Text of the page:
Vampyres [1974]

49
1899

They shared the pleasures of the flesh, and the horrors of the grave!

Directed by José Ramón Larraz

Reviewed by Deep Red

Aka Blood Hunger aka Satan’s Daughters aka Vampyres, Daughters of Dracula aka Vampyres: Daughters of Darkness aka Vampyre Orgy

Fran (Marianne Morris) and Miriam (Anulka Dziubinska) are a lesbian couple who return as vampires after they are brutally murdered by an unseen killer. Fran poses as a hitchhiker to lure victims back to their house while Miriam waits in the trees. John (Brian Deacon) and Harriet (Sally Faulkner) are a couple staying in their caravan which is parked nearby. One of Fran and Miriam’s victims, Ted (Murray Brown), stops by their caravan when he awakens in an empty house. As Fran and Miriam work their way through their victims, Harriet grows increasingly suspicious of what’s happening in the house and the two women themselves. Harriet goes to the house….

Dripping with atmosphere and exceptionally well made, this classic vampire tale is the real deal. Shot at Hammer set Oakley Court in Berkshire, England (also famous for The Rocky Horror Picture Show [1975]) and Denham churchyard, Buckinghamshire, the locations are stunning. It also boasts a fine cast all round. There’s some nudity which may offend some people but I thought it was all very tastefully shot, I’m sure that aspect shocked a few people in its day but there’s so much more to the film that it’s stood the test of time. What gore there is, and there isn’t a lot, is well-timed and delivered in such a way as to be effective but subtle enough not to look silly alongside today’s horror films. I think the best horror films earn their longevity by being careful not to stretch their capabilities too far so advancements in effects don’t drown them out altogether over time.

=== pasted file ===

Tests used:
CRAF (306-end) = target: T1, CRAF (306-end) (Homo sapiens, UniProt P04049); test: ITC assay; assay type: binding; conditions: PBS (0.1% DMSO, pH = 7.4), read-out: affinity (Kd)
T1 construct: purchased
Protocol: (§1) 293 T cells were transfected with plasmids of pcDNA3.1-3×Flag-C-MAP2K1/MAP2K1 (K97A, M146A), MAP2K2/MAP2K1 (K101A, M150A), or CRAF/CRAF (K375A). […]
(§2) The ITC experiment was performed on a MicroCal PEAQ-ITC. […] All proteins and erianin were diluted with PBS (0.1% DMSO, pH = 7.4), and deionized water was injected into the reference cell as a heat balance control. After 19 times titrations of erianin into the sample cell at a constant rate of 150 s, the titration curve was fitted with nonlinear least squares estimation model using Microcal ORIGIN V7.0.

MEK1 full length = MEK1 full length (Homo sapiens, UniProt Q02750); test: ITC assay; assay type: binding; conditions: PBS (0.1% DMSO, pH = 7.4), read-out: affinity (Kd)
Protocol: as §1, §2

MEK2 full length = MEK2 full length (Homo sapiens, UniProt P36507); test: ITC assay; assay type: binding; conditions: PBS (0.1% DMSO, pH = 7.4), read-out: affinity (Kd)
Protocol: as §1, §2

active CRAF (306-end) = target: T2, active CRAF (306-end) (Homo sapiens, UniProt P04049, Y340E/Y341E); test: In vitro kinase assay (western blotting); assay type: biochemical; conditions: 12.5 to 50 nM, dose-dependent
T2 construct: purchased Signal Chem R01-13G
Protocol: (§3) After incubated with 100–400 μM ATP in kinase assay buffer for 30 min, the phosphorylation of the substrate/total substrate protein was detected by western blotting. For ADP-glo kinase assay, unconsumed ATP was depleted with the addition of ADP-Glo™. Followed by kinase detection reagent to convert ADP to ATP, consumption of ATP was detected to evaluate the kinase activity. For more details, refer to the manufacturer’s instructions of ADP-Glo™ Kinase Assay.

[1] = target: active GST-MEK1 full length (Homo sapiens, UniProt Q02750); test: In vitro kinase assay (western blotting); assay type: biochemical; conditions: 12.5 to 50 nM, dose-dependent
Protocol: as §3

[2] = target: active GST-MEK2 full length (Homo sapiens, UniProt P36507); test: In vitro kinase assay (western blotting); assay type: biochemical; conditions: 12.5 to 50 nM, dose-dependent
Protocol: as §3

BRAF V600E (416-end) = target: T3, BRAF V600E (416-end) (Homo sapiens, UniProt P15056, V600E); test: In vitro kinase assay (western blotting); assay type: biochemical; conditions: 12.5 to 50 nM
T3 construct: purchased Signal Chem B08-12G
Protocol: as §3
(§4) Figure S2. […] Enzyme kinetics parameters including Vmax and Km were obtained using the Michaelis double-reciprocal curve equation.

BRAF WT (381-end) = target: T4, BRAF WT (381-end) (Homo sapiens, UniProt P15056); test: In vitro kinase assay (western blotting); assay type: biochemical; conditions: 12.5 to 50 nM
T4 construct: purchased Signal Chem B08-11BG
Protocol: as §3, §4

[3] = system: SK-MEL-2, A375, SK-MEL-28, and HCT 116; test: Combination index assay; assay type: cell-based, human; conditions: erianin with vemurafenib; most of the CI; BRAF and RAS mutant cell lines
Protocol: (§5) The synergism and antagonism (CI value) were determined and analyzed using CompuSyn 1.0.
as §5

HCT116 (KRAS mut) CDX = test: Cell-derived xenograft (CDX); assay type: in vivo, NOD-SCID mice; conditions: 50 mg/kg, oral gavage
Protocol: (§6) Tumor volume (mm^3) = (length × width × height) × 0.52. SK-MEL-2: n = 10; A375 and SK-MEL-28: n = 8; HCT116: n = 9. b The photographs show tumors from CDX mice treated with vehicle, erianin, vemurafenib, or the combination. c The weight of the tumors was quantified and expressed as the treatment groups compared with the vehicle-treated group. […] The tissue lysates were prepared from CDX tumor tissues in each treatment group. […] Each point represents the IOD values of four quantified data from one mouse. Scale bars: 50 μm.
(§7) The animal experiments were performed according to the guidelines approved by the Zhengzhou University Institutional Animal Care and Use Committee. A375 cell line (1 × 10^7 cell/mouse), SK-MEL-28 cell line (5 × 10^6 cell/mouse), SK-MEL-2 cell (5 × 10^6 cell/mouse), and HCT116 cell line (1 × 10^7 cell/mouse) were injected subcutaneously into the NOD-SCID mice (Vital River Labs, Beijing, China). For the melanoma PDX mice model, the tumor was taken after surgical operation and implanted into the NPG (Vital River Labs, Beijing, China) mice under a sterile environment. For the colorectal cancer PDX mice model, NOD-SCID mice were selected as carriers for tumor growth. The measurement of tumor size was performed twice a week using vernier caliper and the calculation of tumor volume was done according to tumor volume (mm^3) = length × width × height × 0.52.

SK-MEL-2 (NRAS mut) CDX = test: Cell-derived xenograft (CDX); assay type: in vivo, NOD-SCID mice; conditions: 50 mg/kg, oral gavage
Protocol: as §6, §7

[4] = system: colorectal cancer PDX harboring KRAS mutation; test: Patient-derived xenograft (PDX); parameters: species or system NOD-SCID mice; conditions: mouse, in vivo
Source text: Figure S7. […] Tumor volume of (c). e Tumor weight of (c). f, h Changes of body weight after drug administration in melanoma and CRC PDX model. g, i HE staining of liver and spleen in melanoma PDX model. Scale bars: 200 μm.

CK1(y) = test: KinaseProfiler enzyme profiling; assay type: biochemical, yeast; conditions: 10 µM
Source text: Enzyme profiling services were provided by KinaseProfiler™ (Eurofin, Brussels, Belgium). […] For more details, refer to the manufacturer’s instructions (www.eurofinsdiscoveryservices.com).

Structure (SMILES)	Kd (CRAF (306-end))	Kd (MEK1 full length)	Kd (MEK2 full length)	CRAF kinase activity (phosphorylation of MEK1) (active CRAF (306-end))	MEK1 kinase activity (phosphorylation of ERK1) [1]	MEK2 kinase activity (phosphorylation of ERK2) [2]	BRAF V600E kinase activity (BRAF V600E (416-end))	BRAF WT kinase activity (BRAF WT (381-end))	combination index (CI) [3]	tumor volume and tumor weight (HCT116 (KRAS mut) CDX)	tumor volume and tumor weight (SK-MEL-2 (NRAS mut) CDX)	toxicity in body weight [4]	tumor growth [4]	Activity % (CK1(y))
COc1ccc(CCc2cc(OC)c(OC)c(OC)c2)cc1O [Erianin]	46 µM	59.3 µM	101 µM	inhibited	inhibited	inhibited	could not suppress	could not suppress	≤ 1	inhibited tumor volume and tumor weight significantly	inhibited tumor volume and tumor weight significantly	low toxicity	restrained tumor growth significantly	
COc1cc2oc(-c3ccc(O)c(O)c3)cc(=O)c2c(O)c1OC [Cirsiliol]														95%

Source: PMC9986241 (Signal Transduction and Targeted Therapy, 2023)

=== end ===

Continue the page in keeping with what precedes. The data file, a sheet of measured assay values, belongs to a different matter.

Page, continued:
This is vampires as seductresses and an exquisite film that fully deserves its Blu-ray release; the Blue Underground version is completely uncut, as it should be. I would recommend this film to Hammer fans, to fans of Italian horror, 70s horror, to anyone really with an interest in horror in its heyday. This is my kind of horror film, I’m not against modern horror at all but too much of it lacks atmosphere for me, give me this over Mama [2013] or The Conjuring [2013] any day, I want depth and texture, not gloss and impatient editing. This film is confident and is perfectly willing to risk being labelled sleazy while never actually being sleazy, in my opinion, willing to shock or try to by not holding back on its ideas but seeing them through, you never quite know what you’re going to get and that’s a little spark of genius. Watch it.

Also stars Karl Lanchbury as Rupert, Michael Byrne as Playboy, Margaret Heald as Receptionist and Douglas Jones as Manager.